ELLSWORTH — As Black Bear Hydro, the energy company in charge of the Ellsworth and Graham Lake dams, awaits the appeals process for its federal licensing renewal, the question arises: what happens if a new license is never issued?
“If the [Federal Energy Regulatory Commission] makes a determination to not issue a new license, this would initiate the decommissioning process,” Black Bear Senior Communications Director Andy Davis told The American.
Black Bear Hydro was denied its water quality certification by the Maine Department of Environmental Protection (DEP) last March. The certification is required as part of the energy company’s years-long effort to renew its federal license to operate the dams.
Black Bear Hydro’s parent company, Brookfield Renewable, has appealed the denial of the certification.
Consequently, the license renewal remains in limbo as the appeals process unfolds.
According to the DEP decision, the application was denied “because there is a reasonable assurance” that continued operation of the dams “will violate applicable state water quality standards” in both Graham Lake and in the Union River above the Ellsworth dam.
Davis said the energy company wants a conditional approval of its license application and would implement necessary measures for its water quality certification.
“[The] denial was based upon a lack of information demonstrating that aquatic habitat would be supported by [Black Bear Hydro’s] proposed 5.7-foot drawdown,” he said.
“A major sticking point on this issue is the Maine DEP changing the classification of Leonard [Lake] during the process. This seems politically driven and makes it difficult to meet standards that change during the middle of a process.”
Davis said that the classification change to a Class B waterway makes Leonard Lake, the body of water above the power-generating dam on the Union River, subject to dissolved oxygen standards. He said that due to the nature of the lake, these standards cannot be met.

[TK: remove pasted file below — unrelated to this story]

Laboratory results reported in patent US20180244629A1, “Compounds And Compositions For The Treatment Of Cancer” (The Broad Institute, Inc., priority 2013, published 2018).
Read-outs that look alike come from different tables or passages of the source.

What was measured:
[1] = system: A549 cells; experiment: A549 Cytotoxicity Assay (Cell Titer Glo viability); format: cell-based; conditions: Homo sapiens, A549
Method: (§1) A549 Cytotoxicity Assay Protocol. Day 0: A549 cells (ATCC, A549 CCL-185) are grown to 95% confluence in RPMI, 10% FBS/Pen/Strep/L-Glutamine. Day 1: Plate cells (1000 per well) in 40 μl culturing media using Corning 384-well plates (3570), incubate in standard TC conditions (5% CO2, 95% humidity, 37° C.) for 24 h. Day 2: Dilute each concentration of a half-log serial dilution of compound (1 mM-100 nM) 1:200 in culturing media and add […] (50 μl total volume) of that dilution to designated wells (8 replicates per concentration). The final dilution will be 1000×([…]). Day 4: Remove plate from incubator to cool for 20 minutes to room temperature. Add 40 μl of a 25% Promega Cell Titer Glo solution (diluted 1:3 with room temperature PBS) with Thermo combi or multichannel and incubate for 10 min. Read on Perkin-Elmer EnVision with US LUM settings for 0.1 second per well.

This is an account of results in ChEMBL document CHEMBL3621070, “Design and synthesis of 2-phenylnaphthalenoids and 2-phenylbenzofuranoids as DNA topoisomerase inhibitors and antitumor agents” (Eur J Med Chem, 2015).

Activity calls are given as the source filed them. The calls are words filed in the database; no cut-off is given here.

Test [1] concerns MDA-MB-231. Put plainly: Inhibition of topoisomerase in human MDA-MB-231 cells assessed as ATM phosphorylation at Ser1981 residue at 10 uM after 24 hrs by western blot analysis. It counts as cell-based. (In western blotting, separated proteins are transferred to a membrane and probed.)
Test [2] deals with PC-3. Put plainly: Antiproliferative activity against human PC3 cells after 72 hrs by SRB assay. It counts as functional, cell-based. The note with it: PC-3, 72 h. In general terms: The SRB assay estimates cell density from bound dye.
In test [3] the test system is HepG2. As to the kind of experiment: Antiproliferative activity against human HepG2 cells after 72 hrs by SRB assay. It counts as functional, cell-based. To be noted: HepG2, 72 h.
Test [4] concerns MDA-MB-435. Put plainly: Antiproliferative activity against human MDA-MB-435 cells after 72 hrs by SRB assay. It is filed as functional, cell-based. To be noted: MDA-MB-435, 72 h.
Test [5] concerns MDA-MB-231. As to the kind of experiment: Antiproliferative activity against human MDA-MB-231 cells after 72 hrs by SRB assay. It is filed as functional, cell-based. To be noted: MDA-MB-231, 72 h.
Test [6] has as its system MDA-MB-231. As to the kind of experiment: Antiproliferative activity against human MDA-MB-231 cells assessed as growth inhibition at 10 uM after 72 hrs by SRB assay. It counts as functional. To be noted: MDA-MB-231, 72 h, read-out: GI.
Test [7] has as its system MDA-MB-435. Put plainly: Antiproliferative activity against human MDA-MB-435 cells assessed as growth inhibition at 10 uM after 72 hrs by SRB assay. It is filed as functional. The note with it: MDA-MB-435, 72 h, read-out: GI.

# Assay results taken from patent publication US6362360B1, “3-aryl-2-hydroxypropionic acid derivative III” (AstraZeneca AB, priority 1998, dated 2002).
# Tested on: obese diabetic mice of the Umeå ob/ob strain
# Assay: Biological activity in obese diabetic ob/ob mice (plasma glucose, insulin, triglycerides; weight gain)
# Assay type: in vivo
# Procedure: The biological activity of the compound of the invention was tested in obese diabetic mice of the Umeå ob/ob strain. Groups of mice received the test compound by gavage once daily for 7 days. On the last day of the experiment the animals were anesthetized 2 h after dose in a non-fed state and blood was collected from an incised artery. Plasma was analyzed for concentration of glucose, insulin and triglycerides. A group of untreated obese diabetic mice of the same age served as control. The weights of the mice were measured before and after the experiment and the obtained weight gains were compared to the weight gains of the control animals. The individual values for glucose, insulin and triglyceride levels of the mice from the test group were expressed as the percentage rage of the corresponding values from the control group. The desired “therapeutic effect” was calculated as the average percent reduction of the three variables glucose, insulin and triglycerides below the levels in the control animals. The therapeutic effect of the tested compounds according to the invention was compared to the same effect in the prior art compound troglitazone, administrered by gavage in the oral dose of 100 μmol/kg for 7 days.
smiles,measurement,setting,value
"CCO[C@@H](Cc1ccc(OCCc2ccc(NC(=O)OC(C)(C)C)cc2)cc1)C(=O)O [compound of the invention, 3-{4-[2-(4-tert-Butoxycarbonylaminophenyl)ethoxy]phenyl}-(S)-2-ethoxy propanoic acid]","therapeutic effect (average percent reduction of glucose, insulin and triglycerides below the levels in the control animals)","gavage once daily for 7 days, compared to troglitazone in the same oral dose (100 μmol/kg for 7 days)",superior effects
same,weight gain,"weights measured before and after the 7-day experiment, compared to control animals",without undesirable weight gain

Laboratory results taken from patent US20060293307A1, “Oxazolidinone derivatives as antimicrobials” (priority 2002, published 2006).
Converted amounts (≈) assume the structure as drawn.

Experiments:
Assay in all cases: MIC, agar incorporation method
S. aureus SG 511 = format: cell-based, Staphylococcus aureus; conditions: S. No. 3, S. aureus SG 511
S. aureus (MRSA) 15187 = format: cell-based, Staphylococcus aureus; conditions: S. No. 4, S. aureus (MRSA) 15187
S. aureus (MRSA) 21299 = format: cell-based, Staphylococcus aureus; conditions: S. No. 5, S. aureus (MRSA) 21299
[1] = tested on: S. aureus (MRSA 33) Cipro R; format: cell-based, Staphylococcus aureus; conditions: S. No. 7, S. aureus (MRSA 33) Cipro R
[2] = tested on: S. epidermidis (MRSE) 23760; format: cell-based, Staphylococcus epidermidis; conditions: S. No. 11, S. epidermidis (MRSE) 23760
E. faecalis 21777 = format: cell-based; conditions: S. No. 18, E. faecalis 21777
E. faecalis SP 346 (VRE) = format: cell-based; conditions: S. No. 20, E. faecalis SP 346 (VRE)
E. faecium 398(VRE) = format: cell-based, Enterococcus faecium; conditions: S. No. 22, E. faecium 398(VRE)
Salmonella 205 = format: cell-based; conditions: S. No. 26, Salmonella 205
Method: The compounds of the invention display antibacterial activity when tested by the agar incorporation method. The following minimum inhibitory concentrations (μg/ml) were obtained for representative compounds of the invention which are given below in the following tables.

In a Dec. 3 opinion piece in The American, Tom Uncher, vice president of Brookfield Renewable’s New England operations, stated that removing the dams is a possibility.
“While the relicensing process was expected to conclude nearly three years ago, the path forward remains uncertain and, absent a balanced solution, removal of the Ellsworth and Graham [Lake] dams may be an unfortunate but necessary outcome,” he wrote.
The relicensing process has taken eight years, Uncher wrote. Davis said that if decommissioning were to take place, it would be another years-long process, which would include Black Bear Hydro submitting a proposal to FERC to surrender its dam licensing.
“FERC will review the surrender application to ensure that safety and environmental concerns are addressed before allowing the project to be removed from federal jurisdiction,” Davis said.
This process also includes consulting with stakeholders and the public.
In the last two decades, several Maine dams have been removed.
A July 17, 2019, article in the Portland Press Herald detailed the removal of two headwalls on the Presumpscot River in Westbrook. The free-flowing water over Upper Saccarappa Falls was a welcome site for many conservationists, especially due to the reopened upstream passage for sea-run fish.
On the other hand, for communities along East Grand Lake in Forest City along the Canadian border, the potential decommissioning of the dam built on the St. Croix River would be devastating to the lakefront property owners and recreational users.
According to a Aug. 27, 2019, Maine Public report, the 6-foot drawdown levels if the St. Croix dam was decommissioned would result in mudflats and a dramatically altered way of life.
Brett Ciccotelli, a biological scientist with the Downeast Salmon Federation (DSF), said finding solutions for the Ellsworth and Graham lake dams will require compromise.
In conjunction with DSF’s mission to conserve sea-run fish and their habitats in eastern Maine, Ciccotelli said the organization is a “community-based conservation group” and that people’s needs and interests within the community have to be considered.
“If salmon matter to people and Graham Lake matters to people, there’s a way to make it work,” he said.
“We want these rivers to be healthy, we want these projects to succeed,” Ciccotelli added.
Ciccotelli said water quality at Leonard Lake needs to be improved before Black Bear Hydro’s license is renewed. He also said that better fish passages should be incorporated.
While this license renewal process has been going on for several years, the discussion over fish passage is nothing new.
An article published in The American in 1919 reported, “The right of Ellsworth to demand that a fishway be built in the Union River dam, has been demonstrated within the past few days. There are many alewives now in the river, seeking a way to fresh water to spawn. They are being dipped every day at the foot of the dam, which they cannot get over.”